(Bloomberg) -- For the canny investor, the most negative yields since 2016 have done little to dim the allure of German bonds.
While sub-zero rates imply a cost to own Europe’s safest assets, there are still ways to make money on those bunds. The most popular strategies are known as carry and roll, and OppenheimerFunds Inc. and Mizuho International Plc are using them right now in the market.
The carry trade aims at earning the difference between the cost of borrowing money and the yield on bonds, while roll indicates the typical increase in debt prices as time to maturity decreases. While 10-year yields in Germany have fallen around to minus 0.08% and 30-year rates to about 0.57%, they are still well above three-month interbank funding rates that are close to minus 0.5%.
“With short-term rates at negative 60 basis points, there is still attractive carry in the European curves,” Alessio de Longis, a New York-based portfolio manager at Oppenheimer, which has around $234 billion under management. “That is a good position to hold in terms of having sustained power, even without substantial capital appreciation.”
Carry and roll provide some consolation to investors struggling to make money when more than $10 trillion of the world’s debt has negative yields. German benchmark yields fell below zero in March for the first time since 2016 as a euro-area economic slowdown suggested the European Central Bank will be stuck with negative policy rates for much longer than previously thought.
How It Works
It’s a safe bet but not a terribly lucrative one, and depends on low market volatility and an upward sloping yield curve -- meaning rates increase in line with maturities. Here’s how it works:
A typical carry transaction involving bunds at current yields would mean borrowing around a negative 0.55%-0.60% and using the proceeds to buy 30-year notes that offer almost 55 basis points in yield. That would offer a combined carry and roll of approximately 3,000 euros ($3,348) on an investment of 1 million euros over three months, enhancing any returns.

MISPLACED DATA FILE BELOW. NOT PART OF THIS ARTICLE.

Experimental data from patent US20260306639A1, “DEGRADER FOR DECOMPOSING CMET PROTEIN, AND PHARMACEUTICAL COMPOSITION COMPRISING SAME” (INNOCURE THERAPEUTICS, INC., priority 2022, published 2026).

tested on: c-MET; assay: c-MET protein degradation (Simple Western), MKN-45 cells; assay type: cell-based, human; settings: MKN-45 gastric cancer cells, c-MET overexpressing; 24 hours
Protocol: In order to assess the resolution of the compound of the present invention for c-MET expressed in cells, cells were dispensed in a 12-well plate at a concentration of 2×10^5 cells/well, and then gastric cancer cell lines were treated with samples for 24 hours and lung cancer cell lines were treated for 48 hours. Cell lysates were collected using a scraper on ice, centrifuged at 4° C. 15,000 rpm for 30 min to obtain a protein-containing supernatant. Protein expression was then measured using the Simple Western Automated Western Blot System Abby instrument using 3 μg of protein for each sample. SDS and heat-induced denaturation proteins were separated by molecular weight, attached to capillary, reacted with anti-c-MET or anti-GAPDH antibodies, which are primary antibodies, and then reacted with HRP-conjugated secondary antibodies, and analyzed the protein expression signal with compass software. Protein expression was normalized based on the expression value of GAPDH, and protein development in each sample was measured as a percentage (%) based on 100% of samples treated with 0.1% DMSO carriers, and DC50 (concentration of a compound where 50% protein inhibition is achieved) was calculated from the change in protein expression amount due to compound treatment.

Adding to the trade’s allure is the fact that German bonds are less vulnerable to day-to-day swings than riskier markets such as Italy, which is plagued by political risks, according to de Longis. Indeed, the main risk to carry trades is that a slide in bond prices could wipe out any interest income earned and, even worse, force the investor to close the trade at a loss.
While Italian debt pay much higher yield than that of Germany, much of the premium is lost once adjusted for volatility. Spanish and French securities offer similar stability as German ones, as do Sweden’s bonds, according to de Longis. As trade tensions between the U.S. and China flare up, de Longis is staying overweight longer-dated bonds, particularly in Germany.
Another way to profit from bunds is to bet on changes in the yield gap between short- and long-dated securities.
Ten-year German yields fell as low as minus 0.13% last week. Still, the country’s yield curve remains one of the steepest among developed markets, with 30-year rates trading around 120 basis points above two-year ones. A similar spread in the U.S. is currently at 59 basis points.
That’s prompting Nicholas Wall, a portfolio manager at Merian Global Investors, to bet that the German five- to 30-year yield curve will flatten relative to its American equivalent.
“If the environment is benign, we expect some pick-up in the German data will flatten the curve,” he said. “In a more risk-off scenario, where China-U.S. tensions escalate and/or the U.S. imposes auto tariffs on the European Union, we would expect 30-year bonds to outperform too,” leading to bigger declines in long-end yields, he said.
Not everyone is bullish on long-tenor German bonds.
“We are actually very much in favor of core bonds against the periphery but, at the same time, we wouldn’t want to take outsized bets in terms of duration,” said Maximilian Kunkel, the chief investment officer for Germany and Austria at UBS Wealth Management.
Should the nascent signs of the region’s economic recovery feed into inflation over time, Germany’s longest-dated debt could see “out-sized losses,” according to Kunkel, whose firm had $2.26 trillion in invested assets. At the same time, he doesn’t recommend having a short position in bunds given the ECB’s dovish policy slant.
The central bank’s deposit rate is already at a record low of minus 40 basis points and money-market prices now imply investors have begun to anticipate further monetary easing early next year.
That suggests carry trades are here to stay -- Mizuho’s Peter Chatwell is in favor of ways to “monetize these very low rates.”
“The market is very much thinking the ECB probably won’t be able to hike rates and so the next move could well be to restart their quantitative-easing program,” London-based Chatwell said. “Monetizing carry and roll actually still makes the European government bond markets very attractive.”
(Updates prices throughout.)
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